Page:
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Colorado State University (2012)

The abundance of ACC deaminase-positive bacteria and their interaction with winter wheat in a Colorado soil

Abduelafez, Ibrahem

Titre : The abundance of ACC deaminase-positive bacteria and their interaction with winter wheat in a Colorado soil

Auteur : Abduelafez, Ibrahem

Université de soutenance : Colorado State University

Grade : Master of Science 2012

Résumé partiel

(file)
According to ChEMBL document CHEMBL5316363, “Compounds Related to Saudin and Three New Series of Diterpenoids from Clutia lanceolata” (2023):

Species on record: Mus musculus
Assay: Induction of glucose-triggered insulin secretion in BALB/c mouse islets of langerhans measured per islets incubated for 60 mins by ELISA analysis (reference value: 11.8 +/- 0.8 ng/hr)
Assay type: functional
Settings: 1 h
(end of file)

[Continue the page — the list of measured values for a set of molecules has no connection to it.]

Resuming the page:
Plant growth-promoting rhizobacteria (PGPRs) are known as beneficial bacteria for plant growth and yield. One PGPR group are the ACC deaminase-positive (ACC+) bacteria which degrade 1-aminocyclopropane-1-carboxylic acid (ACC), the plant-produced precursor to ethylene. Plants produce ethylene in elevated quantities under environmental stress ("stress ethylene"), and studies have shown that ACC+ bacteria, in association with plant roots, can improve plant growth under abiotic stress (e.g., drought, salinity, heavy metals) by reducing concentrations of stress ethylene. There are few studies that have examined the natural abundance and distribution of these bacteria as affected by plant genotype, plant growth stage, and agricultural management practice ; and no studies have been conducted in the western United States. The objectives of my research were to determine the influence of winter wheat genotype and irrigation practice on the abundance of culturable ACC+ bacteria in a Colorado soil, and to determine the plant-growth-promoting effect of selected ACC+ on winter wheat varieties ranging in drought sensitivities under greenhouse conditions. A field study was conducted at the Limited Irrigation Research Farm (LIRF) in Greeley, Colorado. Roots and root-associated soil (0-20 cm depth) were collected with a shovel under four winter wheat varieties (Triticum aestivum L. "Baca", "Hatcher", "Ripper" and "RonL") managed by three different irrigation regimes : full irrigation, limited irrigation (irrigation commencing at the anthesis stage), and dryland. Samples were collected at four physiological growth stages during the 2010-2011 growing season : emergence (November 2010), green-up (March 2011), anthesis (May 2011) and mid-grain filling (June 2011). Total culturable bacteria were enumerated on TSB agar, and culturable ACC+ bacteria were enumerated on DF minimal salts agar media containing ACC as the sole N source. The abundance of ACC+ bacteria was relatively high in the Colorado soil (1.69 × 107- 3.28 × 109 CFU’s g-1) and varied according by an interaction between sampling date and irrigation practice

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